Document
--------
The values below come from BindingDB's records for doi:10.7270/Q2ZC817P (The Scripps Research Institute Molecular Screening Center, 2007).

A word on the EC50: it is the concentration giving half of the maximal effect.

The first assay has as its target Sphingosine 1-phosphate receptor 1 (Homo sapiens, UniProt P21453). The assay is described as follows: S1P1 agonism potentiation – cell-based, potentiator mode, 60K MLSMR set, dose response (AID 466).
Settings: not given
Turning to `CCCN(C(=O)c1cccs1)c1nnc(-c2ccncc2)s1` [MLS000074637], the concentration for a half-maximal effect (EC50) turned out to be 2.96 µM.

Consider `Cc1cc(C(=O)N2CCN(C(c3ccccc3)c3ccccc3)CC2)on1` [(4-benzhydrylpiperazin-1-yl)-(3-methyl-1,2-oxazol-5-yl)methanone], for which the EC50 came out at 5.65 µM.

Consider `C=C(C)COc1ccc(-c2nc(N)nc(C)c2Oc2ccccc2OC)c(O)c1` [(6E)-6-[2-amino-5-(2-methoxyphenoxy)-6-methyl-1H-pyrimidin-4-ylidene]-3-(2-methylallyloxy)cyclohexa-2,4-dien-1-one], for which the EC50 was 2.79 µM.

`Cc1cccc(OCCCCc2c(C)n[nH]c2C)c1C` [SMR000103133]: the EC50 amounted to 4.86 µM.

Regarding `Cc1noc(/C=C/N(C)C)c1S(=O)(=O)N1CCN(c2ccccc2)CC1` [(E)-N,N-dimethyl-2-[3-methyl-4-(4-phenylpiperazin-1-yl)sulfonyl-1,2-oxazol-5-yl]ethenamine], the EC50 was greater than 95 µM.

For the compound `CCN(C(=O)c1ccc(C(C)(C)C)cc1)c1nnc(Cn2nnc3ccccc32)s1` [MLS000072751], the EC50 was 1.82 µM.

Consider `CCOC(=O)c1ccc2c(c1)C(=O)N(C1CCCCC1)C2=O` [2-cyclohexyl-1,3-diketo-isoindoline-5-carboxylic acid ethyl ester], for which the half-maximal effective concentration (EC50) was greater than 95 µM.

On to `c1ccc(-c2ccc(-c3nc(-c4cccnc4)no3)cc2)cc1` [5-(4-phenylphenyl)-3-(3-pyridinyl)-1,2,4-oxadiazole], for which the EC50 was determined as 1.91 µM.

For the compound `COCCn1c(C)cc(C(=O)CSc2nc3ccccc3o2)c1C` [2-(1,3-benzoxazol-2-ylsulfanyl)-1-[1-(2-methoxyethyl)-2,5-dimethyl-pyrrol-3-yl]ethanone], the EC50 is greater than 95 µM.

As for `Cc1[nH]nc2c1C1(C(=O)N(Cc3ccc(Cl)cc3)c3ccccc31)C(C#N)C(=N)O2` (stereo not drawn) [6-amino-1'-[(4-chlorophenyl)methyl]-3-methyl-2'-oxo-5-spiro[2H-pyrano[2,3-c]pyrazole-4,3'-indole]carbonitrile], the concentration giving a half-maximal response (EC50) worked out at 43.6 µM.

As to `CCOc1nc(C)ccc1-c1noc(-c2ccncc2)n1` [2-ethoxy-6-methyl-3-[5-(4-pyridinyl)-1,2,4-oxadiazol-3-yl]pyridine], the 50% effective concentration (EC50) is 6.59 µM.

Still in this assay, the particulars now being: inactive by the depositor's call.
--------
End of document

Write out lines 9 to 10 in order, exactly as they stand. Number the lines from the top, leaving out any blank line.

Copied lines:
Regarding `Cc1noc(/C=C/N(C)C)c1S(=O)(=O)N1CCN(c2ccccc2)CC1` [(E)-N,N-dimethyl-2-[3-methyl-4-(4-phenylpiperazin-1-yl)sulfonyl-1,2-oxazol-5-yl]ethenamine], the EC50 was greater than 95 µM.

For the compound `CCN(C(=O)c1ccc(C(C)(C)C)cc1)c1nnc(Cn2nnc3ccccc32)s1` [MLS000072751], the EC50 was 1.82 µM.